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The Caribbean Tourism Organization has noted the publication of a report that comprehensively analyzes the impact of the UK's aviation tax, the Air Passenger Duty, on the tourism industries of Caribbean territories.
The report advocates review of the current system in place in the UK, which has been said to disproportionately disincentivize passengers from purchasing flights to destinations such as the Caribbean, and to impose inequitable taxation on near-equidistant destinations.
The report - 'The Impact of Air Passenger Duty and Possible Alternatives for the Caribbean' – was compiled by the CTO at the request of the British Treasury as a follow up to a delegation of six Caribbean tourism ministers' visit to London in September to lobby against the increasing tax burden being placed on flights from the UK to the Caribbean.
The CTO's report argues for the revision of the UK regime, and states that by introducing a two-tier levy – through the division of the world into two zones - taxation on flights could support the Caribbean industry while imposing new tariffs that are more closely tied to flights’ environmental impact, on the basis of the distance traveled and aircraft's carbon emissions.
Under the current system in the UK, Air Passenger Duty is added to the price of passenger tickets under a four band system.
Following hikes to rates on November 1, 2010, Band A tax on premium class short-haul flights - levied on flights of up to 2,000 miles - increased to GBP24, with economy class seats tax at half this rate.
Flights to the Caribbean fall within the third band, Band C, behind flights for instance to Australia. Fares to the Caribbean are taxed at a rate of GBP150 for premium flights, and GBP75 for coach class flights. Meanwhile premium flights to Australia, which are roughly double the distance, are subject to tax of GBP170 while economy class seats are taxed at half this rate.
Flights under the remaining band, Band B – placed on flights travelling between 2,001 miles and 4,000 miles – are subject to tax of GBP120 and GBP60 per person, for premium and economy class, respectively.
The report in particular finds that while Band A flights account for 45.5% of carbon emissions, these flights contribute just 36% of the total tax take.
Arguing for a systemic change in the calculation of tax on outbound UK flights, the Chair of the CTO and Minister for Tourism for the Caribbean territory of Saint Kitts and Nevis, Richard Skerritt, said:
“The APD tax is clearly a barrier to travel and tourism and we are not happy about any aspect of it. During our visit in September the British government asked us to provide evidence of the impact of this tax on our tourism industries and to suggest an alternative approach, but one that would be revenue neutral. Our report clearly demonstrates that British visitors to the Caribbean from the UK are declining while traffic to other countries has been on the increase. The UK is the only major source market to have registered a decline in visitors to the region in the first quarter of 2010.”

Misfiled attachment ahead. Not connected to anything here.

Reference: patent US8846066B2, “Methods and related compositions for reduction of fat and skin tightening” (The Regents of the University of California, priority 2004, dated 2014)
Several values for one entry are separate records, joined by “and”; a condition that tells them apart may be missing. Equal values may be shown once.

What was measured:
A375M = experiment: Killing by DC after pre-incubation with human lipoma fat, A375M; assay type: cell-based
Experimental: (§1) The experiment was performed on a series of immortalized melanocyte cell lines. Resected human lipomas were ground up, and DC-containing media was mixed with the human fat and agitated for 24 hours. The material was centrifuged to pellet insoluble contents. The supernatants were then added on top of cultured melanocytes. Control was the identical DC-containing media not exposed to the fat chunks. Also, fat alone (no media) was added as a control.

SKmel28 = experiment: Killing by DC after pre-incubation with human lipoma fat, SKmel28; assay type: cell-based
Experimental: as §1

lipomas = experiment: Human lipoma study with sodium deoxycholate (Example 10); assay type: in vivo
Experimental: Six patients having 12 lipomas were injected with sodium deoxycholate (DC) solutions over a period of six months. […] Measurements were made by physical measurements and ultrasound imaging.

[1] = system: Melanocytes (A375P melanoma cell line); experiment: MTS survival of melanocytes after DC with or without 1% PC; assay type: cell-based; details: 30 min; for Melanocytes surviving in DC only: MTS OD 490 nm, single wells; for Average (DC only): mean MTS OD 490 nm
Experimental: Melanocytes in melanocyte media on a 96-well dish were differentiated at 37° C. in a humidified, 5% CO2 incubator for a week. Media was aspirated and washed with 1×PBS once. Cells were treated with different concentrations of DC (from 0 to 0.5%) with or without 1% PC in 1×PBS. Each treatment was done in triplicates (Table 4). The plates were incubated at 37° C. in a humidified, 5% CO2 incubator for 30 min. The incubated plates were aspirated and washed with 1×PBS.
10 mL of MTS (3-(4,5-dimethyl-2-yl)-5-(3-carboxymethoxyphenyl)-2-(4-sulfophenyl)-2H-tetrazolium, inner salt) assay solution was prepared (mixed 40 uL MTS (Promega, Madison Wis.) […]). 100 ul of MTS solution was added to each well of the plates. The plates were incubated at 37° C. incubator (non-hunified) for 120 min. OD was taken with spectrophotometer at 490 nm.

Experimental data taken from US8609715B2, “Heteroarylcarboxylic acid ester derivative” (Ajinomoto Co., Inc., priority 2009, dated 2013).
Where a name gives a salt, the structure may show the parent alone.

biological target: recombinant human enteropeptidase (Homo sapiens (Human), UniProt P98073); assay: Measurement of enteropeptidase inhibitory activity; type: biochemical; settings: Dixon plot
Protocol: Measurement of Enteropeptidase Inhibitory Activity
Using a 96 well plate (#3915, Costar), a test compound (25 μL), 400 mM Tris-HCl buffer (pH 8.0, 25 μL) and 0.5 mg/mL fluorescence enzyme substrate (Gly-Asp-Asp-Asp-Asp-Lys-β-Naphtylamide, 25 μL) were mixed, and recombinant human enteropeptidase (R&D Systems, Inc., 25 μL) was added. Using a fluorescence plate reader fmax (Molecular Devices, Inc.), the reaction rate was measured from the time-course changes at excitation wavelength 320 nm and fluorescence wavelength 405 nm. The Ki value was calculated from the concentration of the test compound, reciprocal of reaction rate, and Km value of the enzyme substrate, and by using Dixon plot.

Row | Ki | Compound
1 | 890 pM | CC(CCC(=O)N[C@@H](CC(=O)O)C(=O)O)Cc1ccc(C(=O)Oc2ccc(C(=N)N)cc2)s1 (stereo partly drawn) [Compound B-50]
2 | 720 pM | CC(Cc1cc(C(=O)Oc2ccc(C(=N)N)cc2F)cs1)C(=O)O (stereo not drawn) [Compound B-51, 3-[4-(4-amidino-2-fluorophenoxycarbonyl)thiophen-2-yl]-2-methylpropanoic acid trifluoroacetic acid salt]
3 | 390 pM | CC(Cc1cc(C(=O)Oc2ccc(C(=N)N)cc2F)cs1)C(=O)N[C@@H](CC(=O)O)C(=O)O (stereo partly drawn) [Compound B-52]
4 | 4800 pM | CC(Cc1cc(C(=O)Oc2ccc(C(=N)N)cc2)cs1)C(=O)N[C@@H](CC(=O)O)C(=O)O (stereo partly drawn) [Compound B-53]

“This tax is discriminating against long-haul travel. It’s also hugely unfair because it penalizes destinations where there is no alternative to aviation travel. If you tax flights to France from the UK, passengers can choose to reach their destination by ferry, car or rail. The Caribbean doesn’t have that luxury. The tax is damaging thousands of peoples’ livelihoods in countries around the world and the British government needs to do something immediately. We’re now urging them to consider a simple rebanding of the whole process.”
Citing statistics published by HM Revenue and Customs for Q1 2010, and current APD rates, the CTO has said that the government could maintain revenue levels and rescind band C and D in a revenue neutral manner if it increased band A rates nominally, by GBP1. Under its proposals flights previously subject to band C and D tariffs would then be subject to the tax rates of band B. The Organization further recommends hiking Band B coach class rates in addition, “to make rates more proportionate to flights’ carbon emissions”.
Using the aforementioned sample, the CTO demonstrated that foregoing revenue from band C and D, and instead levying a duty similar to current band B rates on all flights greater than 2,000 miles would cost the government GBP11.44m. This could be more than compensated by the organization’s proposals, which, based on the sample quarter, would have generated GBP14.22m in revenue.
Hugh Riley, Secretary General and CEO of the Caribbean Tourism Organization, concluded:
“Many countries around the world are now concerned about the impact of such heavy taxation on tourism which generates such economic benefit. We are proposing a revenue neutral way to change the tax bands so the British government can still collect revenues but not at the sake of damaging many fragile and tourism dependent countries around the world.”
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